Every year, on 11 November at 11 am – the eleventh hour of the eleventh day of the eleventh month – we pause to remember those men and women who have died or suffered in all wars, conflicts and peace operations. Initially this day marked the end of World War One (WWI).
At 5am on 11 November 1918, three German government representatives accepted the Armistice terms presented to them by an allied commander, General Foch of the French Army. The demands of the Armistice included the withdrawal of German forces to the east bank of the Rhine within 30 days; immediate cessation of warfare; and surrender of the German fleet and all heavy guns with no further negotiations until the signing of the peace treaty.The cease-fire was made permanent in 19119 when members of the Commonwealth and the League of Nations signed the Treaty of Versailles.
Each year since Remembrance day has commemorated the end of WWI and acknowledged the enormous suffering and loss of life resulting from all wars .
World War I began in 1914 and lasted for four years. More than 416 000 Australians volunteered for service in World War I. Of these, 324 000 served overseas. More than 60 000 Australians were killed, including 45 000 who died on the Western Front in France and Belgium and more than 8 000 who died on the Gallipoli Peninsula in Turkey. As well as Australian soldiers, many nurses in the Australian Army Nursing Service served on the Western Front. These nurses worked in overcrowded hospitals for up to 16 hours a day, looking after soldiers with shocking injuries and burns. Those who worked in hospitals close to the fighting were also in danger of being shelled by the enemy.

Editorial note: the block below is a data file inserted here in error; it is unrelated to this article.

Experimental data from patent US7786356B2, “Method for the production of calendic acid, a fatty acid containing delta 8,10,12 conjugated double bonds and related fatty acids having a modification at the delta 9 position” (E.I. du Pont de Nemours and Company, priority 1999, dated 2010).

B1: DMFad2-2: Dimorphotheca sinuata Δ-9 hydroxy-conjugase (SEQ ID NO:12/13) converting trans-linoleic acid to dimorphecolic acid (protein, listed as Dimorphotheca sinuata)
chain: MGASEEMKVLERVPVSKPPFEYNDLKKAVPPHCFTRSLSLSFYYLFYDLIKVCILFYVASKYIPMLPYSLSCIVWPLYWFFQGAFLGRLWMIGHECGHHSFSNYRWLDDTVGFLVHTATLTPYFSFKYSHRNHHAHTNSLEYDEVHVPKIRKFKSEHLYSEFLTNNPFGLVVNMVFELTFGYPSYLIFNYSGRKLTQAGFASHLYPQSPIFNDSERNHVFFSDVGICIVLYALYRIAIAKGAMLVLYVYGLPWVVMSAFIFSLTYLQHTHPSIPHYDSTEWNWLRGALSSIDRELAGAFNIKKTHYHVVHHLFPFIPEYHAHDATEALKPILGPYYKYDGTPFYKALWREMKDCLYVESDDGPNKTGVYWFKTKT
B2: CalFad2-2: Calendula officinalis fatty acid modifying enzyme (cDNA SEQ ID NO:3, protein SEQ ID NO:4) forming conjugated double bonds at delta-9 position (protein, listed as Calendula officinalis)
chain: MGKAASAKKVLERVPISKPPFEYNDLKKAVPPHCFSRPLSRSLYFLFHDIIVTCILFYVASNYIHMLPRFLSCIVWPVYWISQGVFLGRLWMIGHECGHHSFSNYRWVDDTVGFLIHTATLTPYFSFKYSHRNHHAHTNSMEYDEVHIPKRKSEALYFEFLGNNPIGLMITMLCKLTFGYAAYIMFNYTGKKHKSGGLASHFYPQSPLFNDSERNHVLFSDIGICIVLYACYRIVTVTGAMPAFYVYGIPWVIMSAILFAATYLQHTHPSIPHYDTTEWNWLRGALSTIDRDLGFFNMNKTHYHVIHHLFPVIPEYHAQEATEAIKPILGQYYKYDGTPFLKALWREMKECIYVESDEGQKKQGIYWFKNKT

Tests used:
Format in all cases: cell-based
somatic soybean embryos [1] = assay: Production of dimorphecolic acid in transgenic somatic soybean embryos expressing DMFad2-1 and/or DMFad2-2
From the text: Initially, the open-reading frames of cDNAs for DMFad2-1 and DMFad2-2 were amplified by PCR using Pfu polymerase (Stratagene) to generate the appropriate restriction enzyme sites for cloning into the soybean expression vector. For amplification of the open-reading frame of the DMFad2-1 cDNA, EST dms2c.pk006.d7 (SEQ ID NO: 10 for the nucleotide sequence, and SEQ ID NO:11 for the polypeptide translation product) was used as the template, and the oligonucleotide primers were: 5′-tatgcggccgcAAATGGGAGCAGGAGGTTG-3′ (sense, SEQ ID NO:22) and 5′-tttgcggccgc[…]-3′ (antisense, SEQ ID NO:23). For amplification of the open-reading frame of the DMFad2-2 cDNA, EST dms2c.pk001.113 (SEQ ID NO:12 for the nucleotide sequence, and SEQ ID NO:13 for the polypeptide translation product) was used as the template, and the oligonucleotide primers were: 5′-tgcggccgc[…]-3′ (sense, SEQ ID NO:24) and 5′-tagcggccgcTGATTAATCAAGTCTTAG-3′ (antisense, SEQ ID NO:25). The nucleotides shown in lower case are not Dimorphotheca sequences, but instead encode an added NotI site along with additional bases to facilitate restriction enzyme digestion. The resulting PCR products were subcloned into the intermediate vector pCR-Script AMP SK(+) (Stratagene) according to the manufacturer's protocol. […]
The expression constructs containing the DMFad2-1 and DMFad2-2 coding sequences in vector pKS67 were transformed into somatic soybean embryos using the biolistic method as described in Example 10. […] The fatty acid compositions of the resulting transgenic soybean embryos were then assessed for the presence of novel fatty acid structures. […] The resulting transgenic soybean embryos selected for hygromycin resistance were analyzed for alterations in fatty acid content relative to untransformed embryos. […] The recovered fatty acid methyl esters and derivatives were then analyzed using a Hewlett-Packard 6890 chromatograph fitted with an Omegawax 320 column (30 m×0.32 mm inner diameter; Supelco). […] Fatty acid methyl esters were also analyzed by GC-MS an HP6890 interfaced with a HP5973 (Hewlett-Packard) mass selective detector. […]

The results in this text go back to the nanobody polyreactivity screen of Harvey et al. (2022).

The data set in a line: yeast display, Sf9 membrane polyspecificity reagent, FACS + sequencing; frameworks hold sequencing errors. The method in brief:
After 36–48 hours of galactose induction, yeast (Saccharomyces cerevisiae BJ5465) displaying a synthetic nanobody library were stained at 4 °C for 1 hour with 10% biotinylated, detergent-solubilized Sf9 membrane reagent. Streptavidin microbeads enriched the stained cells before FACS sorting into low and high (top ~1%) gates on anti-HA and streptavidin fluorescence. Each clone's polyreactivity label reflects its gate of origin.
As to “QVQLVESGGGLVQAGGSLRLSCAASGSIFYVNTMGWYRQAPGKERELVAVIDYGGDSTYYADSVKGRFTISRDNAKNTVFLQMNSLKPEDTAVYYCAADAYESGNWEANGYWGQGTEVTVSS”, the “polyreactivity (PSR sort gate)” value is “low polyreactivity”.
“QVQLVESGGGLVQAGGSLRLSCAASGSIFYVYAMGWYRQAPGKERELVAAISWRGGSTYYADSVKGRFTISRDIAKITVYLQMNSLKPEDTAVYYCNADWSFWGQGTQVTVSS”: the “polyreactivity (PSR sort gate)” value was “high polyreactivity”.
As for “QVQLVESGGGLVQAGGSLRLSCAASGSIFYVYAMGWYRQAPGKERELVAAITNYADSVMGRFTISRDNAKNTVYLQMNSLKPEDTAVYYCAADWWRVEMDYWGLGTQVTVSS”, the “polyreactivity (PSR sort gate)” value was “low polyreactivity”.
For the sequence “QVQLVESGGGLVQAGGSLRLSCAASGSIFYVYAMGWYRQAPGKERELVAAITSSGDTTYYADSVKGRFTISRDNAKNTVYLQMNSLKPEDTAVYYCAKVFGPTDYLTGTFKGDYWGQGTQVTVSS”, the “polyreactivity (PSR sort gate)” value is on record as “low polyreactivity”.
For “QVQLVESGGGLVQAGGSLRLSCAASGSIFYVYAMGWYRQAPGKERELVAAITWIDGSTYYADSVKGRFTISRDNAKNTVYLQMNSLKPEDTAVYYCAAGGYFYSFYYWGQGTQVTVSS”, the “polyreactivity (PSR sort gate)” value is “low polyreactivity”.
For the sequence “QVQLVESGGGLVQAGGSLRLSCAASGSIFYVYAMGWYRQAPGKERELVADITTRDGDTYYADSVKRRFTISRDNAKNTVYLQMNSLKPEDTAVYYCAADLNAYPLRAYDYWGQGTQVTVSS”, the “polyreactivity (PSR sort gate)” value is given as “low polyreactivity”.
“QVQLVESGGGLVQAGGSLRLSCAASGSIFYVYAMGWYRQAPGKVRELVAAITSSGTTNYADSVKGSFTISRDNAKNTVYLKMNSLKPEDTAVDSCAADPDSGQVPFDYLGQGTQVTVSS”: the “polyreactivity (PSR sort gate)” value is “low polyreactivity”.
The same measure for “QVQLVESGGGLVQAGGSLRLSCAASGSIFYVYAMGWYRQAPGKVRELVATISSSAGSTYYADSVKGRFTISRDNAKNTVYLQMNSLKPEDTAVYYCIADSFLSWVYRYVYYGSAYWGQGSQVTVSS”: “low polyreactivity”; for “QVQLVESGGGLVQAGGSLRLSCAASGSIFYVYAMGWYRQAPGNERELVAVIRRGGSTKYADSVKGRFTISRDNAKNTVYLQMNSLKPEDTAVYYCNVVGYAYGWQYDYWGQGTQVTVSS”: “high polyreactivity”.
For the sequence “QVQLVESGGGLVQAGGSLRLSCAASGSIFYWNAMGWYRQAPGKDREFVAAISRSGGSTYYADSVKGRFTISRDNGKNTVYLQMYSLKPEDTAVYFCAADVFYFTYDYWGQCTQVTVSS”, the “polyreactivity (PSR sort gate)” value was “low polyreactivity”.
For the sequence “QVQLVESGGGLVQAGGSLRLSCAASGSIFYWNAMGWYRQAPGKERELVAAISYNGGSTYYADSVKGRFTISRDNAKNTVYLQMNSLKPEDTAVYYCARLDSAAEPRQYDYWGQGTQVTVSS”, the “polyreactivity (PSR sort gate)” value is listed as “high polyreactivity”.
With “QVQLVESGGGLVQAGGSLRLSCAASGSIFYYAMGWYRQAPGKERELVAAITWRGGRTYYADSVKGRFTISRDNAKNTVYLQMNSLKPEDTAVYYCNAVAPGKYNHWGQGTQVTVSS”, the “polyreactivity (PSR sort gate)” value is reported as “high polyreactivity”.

In Australia and other allied countries, including New Zealand, Canada and the United States, 11 November became known as Armistice Day – a day to remember those who died in World War I. The day continues to be commemorated in Allied countries.
After World War II the Australian Government agreed to the United Kingdom’s proposal that Armistice Day be renamed Remembrance Day to commemorate those who were killed in both World Wars. Today the loss of Australian lives from all wars and conflicts is commemorated on Remembrance Day.
In October 1997 the then Governor-General issued a Proclamation declaring 11 November as Remembrance Day – a day to remember the sacrifice of those who have died for Australia in wars and conflicts.
Badge, Australia, 1940-1955, poppy, paper, maker unknown. Red poppy with white tag, `United Returned Soldiers Fund 1950 Lest We Forget Poppy’.Collection: MAAS
The Red Poppy also has special significance for Australians. Worn on Remembrance Day on November 11 each year, the red poppies were among the first to flower in the devastated battlefields of northern France and Belgium in the First World War. The vivid red of the poppy symbolises the blood of fallen soldiers.
Written by Anni Turnbull, Curator